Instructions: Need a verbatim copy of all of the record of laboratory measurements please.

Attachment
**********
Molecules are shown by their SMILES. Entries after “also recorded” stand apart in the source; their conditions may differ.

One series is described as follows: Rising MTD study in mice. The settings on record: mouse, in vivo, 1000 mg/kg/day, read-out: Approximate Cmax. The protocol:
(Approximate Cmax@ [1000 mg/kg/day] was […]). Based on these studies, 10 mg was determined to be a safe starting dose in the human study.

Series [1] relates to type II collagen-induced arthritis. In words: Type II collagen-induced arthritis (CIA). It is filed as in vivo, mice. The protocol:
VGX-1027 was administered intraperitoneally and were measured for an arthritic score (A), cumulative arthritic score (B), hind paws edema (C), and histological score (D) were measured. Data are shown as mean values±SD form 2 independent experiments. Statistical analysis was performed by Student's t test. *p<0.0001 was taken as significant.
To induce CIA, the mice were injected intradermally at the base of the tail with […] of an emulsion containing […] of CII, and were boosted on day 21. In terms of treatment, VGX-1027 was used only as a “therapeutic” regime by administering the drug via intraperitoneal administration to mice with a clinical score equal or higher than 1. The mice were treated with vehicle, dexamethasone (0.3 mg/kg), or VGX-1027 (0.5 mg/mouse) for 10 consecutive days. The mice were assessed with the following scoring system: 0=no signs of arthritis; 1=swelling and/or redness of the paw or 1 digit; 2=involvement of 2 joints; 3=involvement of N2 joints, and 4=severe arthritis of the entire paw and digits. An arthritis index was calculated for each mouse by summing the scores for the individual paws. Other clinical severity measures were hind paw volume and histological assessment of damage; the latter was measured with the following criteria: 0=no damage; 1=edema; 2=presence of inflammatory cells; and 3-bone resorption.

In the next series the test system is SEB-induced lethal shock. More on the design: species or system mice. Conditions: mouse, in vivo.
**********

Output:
Molecules are shown by their SMILES. Entries after “also recorded” stand apart in the source; their conditions may differ.

One series is described as follows: Rising MTD study in mice. The settings on record: mouse, in vivo, 1000 mg/kg/day, read-out: Approximate Cmax. The protocol:
(Approximate Cmax@ [1000 mg/kg/day] was […]). Based on these studies, 10 mg was determined to be a safe starting dose in the human study.

Series [1] relates to type II collagen-induced arthritis. In words: Type II collagen-induced arthritis (CIA). It is filed as in vivo, mice. The protocol:
VGX-1027 was administered intraperitoneally and were measured for an arthritic score (A), cumulative arthritic score (B), hind paws edema (C), and histological score (D) were measured. Data are shown as mean values±SD form 2 independent experiments. Statistical analysis was performed by Student's t test. *p<0.0001 was taken as significant.
To induce CIA, the mice were injected intradermally at the base of the tail with […] of an emulsion containing […] of CII, and were boosted on day 21. In terms of treatment, VGX-1027 was used only as a “therapeutic” regime by administering the drug via intraperitoneal administration to mice with a clinical score equal or higher than 1. The mice were treated with vehicle, dexamethasone (0.3 mg/kg), or VGX-1027 (0.5 mg/mouse) for 10 consecutive days. The mice were assessed with the following scoring system: 0=no signs of arthritis; 1=swelling and/or redness of the paw or 1 digit; 2=involvement of 2 joints; 3=involvement of N2 joints, and 4=severe arthritis of the entire paw and digits. An arthritis index was calculated for each mouse by summing the scores for the individual paws. Other clinical severity measures were hind paw volume and histological assessment of damage; the latter was measured with the following criteria: 0=no damage; 1=edema; 2=presence of inflammatory cells; and 3-bone resorption.

In the next series the test system is SEB-induced lethal shock. More on the design: species or system mice. Conditions: mouse, in vivo.